An island retreat on the periphery of a city

Ferrying away from the bustle of Hong Kong over to Lamma Island

I don’t think I’ll ever forget my first impression of Hong Kong in 2007. I’d expected the sight of towering offices and dense housing almost instantaneously, but instead a high-speed train whisked me away at dawn along an expansive bay on one side and lush forest climbing the hills on another. The scenery flipped past through both sides of the train car as if I were in an immersive nature film. I didn’t even bother to use my clunky digital camera; I just stared.

When I returned with Cathlin nine years later, I worried I may have over-promised what she should expect. We’d flown from JFK Airport in New York, so her frame of reference for public transportation meant the irregular loop of the AirTrain to one of two transfer points before switching to the A or E line for several stops before needing to transfer to the F the rest of our way home. In Hong Kong, a clearly labeled rail line ran every few minutes directly from the airport into the city center. She was impressed before she even saw the views.

Now, Hong Kong has no lack of towering offices and dense housing, but the views of the Tung Wan bays and the landscape of Lantau Island on your way in from the airport should serve the same purpose as a billboard: there’s plenty of stunning nature for you to explore outdoors.

Hong Kong tends to conjure images of the city and its vastness

When we returned to Hong Kong again for a few days between Seoul and Singapore, we were glad to coordinate our timing with our friends Tanya and Magnus who had recently moved there from Berlin. They came our way the first night, meeting up in the busy, central district of Wan Chai, but we planned to meet again the following afternoon at their new home on Lamma Island.

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After a night and morning with heavy storms, Cathlin, Eliza, and I scurried over to Hong Kong’s Central Ferry Piers. Although the ferry transported us a mere 30 minutes away, we couldn’t have felt more distant from the hustle and bustle we’d left behind.

Eliza and Mommy look out at Kowloon from the ferry

(If you’re intending to visit, the ferry schedule as of August 2018 links Central to Lamma Island 32 times per day, beginning at 6:30 a.m., with frequent crossings during the morning and afternoon commutes and late-night ferries departing at 12:30 a.m. and 2:30 a.m.)


Tanya and Magnus greeted us at the ferry terminal at Yung Shue Wan, the main town where there are no cars, numerous bicycles, ample seafood restaurants, and a record shop, which unfortunately was closed during our visit—although Cathlin reminded me if I were to buy any vinyl, we didn’t have space remaining in our carry-on luggage to, you know, carry them.

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Our arrival was a little later than we expected due to a certain baby’s naptime, so we ended up with only a few hours on Lamma Island, but that still allowed us time to wander together. Tanya and Magnus were new to the area themselves, but shared what they’d learned. Known as a bohemian and hippie enclave for years, it still retains an artistic feel and a greater sense of peace and calm, removed yet with an easy commute and connection to the rest of Hong Kong.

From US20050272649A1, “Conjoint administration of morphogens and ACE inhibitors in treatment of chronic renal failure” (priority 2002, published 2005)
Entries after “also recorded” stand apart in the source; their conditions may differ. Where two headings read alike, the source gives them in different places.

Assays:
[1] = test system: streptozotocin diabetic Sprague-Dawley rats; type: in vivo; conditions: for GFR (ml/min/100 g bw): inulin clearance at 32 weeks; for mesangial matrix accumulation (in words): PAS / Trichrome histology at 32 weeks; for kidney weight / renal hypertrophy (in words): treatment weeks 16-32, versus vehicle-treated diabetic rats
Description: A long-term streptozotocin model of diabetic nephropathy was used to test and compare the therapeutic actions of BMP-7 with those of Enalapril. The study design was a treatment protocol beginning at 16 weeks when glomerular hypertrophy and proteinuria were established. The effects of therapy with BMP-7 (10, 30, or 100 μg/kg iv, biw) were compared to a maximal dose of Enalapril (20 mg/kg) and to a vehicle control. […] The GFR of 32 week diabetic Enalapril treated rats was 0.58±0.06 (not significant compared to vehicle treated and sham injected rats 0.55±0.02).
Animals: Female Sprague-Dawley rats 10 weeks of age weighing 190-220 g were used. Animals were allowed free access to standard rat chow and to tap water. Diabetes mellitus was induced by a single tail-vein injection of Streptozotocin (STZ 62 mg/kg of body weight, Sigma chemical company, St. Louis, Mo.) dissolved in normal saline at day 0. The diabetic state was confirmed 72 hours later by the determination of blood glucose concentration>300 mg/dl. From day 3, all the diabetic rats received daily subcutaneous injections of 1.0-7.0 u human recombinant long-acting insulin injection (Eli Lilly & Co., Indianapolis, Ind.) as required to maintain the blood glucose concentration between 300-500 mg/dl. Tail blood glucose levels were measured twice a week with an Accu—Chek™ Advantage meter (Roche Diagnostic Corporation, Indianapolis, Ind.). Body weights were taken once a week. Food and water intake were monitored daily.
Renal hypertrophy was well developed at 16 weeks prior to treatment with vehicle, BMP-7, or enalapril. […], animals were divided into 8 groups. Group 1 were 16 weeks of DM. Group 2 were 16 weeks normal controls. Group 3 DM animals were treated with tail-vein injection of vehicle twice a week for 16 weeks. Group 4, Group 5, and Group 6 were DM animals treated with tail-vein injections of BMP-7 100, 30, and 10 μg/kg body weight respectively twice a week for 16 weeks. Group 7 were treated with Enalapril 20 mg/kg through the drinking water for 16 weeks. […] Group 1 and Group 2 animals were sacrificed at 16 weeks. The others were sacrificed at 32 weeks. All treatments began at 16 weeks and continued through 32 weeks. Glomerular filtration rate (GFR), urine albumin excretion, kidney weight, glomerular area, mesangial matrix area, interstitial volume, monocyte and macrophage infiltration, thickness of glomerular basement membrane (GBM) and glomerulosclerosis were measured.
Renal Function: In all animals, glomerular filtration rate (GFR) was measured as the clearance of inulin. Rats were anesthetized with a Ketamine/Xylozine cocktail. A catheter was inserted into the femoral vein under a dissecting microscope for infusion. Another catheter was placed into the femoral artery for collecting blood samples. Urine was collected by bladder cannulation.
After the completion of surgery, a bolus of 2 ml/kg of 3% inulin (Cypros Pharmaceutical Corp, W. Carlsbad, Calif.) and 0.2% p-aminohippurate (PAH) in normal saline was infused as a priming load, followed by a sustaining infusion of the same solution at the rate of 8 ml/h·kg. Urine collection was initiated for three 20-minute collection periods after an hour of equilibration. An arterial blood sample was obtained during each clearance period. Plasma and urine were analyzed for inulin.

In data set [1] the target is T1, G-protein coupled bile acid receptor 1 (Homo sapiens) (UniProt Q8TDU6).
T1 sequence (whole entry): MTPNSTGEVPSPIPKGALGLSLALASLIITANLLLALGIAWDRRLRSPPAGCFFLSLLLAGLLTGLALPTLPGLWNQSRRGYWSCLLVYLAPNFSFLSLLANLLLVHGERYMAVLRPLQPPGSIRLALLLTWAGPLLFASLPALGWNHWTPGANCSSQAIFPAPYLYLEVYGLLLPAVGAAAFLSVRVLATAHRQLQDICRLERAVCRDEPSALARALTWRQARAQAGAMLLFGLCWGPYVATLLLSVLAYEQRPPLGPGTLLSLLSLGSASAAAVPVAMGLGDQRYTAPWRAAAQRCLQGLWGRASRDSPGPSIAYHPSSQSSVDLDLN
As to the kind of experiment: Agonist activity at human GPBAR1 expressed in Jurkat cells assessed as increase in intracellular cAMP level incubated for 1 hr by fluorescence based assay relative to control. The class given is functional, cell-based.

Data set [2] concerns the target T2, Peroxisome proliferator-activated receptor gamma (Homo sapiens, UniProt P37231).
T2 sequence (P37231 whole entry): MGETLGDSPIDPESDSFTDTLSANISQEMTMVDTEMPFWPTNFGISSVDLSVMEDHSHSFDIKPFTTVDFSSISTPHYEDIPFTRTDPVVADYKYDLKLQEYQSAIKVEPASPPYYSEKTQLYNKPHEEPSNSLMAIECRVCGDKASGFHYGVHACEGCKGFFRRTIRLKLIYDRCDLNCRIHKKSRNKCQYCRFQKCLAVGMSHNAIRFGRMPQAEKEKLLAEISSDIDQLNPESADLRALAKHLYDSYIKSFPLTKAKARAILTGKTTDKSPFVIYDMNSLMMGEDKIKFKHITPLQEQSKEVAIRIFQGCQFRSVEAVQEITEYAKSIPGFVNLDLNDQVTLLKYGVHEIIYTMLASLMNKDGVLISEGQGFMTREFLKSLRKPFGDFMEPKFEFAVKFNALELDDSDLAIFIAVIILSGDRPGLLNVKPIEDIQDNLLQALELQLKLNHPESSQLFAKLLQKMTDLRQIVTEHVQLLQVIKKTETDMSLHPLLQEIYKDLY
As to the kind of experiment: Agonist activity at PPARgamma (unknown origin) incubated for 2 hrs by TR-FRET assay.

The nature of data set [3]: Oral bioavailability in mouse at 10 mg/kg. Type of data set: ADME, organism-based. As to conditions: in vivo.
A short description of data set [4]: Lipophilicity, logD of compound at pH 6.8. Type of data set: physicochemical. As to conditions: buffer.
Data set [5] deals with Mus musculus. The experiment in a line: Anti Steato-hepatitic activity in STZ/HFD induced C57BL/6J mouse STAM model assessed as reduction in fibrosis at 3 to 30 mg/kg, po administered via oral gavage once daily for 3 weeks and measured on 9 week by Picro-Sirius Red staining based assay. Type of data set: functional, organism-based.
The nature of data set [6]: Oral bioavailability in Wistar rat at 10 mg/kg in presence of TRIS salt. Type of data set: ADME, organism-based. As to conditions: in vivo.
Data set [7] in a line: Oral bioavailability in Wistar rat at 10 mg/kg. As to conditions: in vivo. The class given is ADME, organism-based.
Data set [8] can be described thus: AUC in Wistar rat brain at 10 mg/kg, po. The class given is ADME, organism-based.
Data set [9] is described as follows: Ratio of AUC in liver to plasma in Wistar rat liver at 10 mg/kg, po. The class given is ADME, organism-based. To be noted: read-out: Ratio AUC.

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Lamma Island is the birthplace of actor Chow Yun-fat. Japanese soldiers dug tunnels throughout the island during World War II. Endangered turtles nest in a restricted area every year. Chimneys from a power plant loom over the northwestern side (with an adjacent Lamma Power Station Beach, if you’re so inclined), whose presence some credit with deflating housing prices and discouraging residency as well as a 2012 ferry collision that claimed 39 lives. But Tanya and Magnus indicated there’s also ongoing concerns about the effect of development and overdevelopment on the local environment, given discussions over increasing the housing stockand the housing height.


A leisurely walk weaved its way from Yung Shue Wan to Hung Shing Yeh Beach, and we chatted away together with the humidity slowing our pace. We followed our beach visit with a pitcher of Tsingtao and a snack of samosas at an outdoor cafe and an even slower amble back for our ferry into the busyness of the city again.


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Visiting Lamma Island made me realize that besides a high-school service project on Boston’s Long Island, I’d never considered seeing any of the Boston Harbor Islands that are accessible by ferry. (Seriously, I’m sorry to say, having grown up in Massachusetts, I don’t think I knew anybody who’d visited Georges Island, Lovells Island, Peddocks Island, Spectacle Island, or Thompson Island!) Are you in Auckland? Go to its islands. Seattle? That’s right, islands. All over Ireland? No lack of them either. In Michigan? Set off into the Great Lakes. We could keep going.

As for Lamma Island, we’re already looking forward to finding a chance to see Tanya and Magnus again and to set aside even more time to hike the longer pathways leading to the island’s villages further northward and eastward. We were surprised to learn that Lamma Island is only one of 250 islands in Hong Kong, so we’ll be tempted to hop around to a few others too.

But even if you’re not planning to be in Hong Kong any time soon, there’s still a lesson to be learned: you might find a similar kind of day-trip island getaway hiding much closer to home.

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